Chagas disease knocks on our door: a cross-sectional study among Latin American immigrants in Milan, Italy.
De Maio, G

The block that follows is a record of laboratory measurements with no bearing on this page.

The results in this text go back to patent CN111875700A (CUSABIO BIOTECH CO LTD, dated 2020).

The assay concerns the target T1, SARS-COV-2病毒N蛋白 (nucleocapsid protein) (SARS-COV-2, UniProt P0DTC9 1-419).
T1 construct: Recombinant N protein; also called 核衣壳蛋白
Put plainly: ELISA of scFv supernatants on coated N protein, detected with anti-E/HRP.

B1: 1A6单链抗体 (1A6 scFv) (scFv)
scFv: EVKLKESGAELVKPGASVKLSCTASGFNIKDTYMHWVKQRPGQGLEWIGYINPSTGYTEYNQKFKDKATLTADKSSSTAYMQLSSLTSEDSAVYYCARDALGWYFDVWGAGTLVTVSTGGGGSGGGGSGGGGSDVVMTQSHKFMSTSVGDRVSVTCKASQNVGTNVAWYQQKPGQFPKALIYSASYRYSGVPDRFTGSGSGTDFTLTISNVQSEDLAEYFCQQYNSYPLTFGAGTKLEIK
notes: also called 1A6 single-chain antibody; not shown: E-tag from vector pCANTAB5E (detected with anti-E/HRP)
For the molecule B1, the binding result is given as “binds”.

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AbstractOBJECTIVES: We aimed to assess the prevalence and risk factors for Chagas disease (CD) in Latin American immigrants and to evaluate the accuracy of diagnostic tests. Moreover, we offered to all positive subjects a complete free-of-charge clinical/instrumental evaluation as well as benznidazole treatment in order to stage the disease and verify drug tolerability. METHODS: A cross-sectional survey of CD among Latin Americans living in Milan and its metropolitan area was conducted between July 2013 and July 2014. Blood samples were tested for serologic evidence of CD together with a questionnaire covering demographic and clinical-epidemiological information. RESULTS: Forty-eight (9.6%) of the 501 tested subjects were conclusively diagnosed as having CD. The highest prevalence of CD was among those from Bolivia (43/169, 25.4%) and El Salvador (4/68, 5.9%). Older age (adjusted odds ratio (aOR)] 1.05, p =0.004), a Bolivian origin (aOR 8.80; p =0.003), being born in the department of Santa Cruz (aOR 3.72, p =0.047), having lived in mud houses (aOR 2.68; p =0.019), and having an affected relative (aOR 12.77, p =0.001) were independently associated with CD. The ARCHITECT Chagas test showed the highest sensitivity (100%) and specificity (99.8%). Twenty-nine of the subjects with CD (60.4%) underwent disease staging, 10 of whom (35.7%) showed cardiac and/or digestive involvement. Benznidazole treatment was associated with high frequency of adverse reactions (19/27, 70.4%) and permanent discontinuation (8/27, 29.6%). CONCLUSIONS: CD is highly prevalent among Bolivians and Salvadorans living in Milan. Regions with a large Latin American immigrant population should implement programmes of active detection and treatment.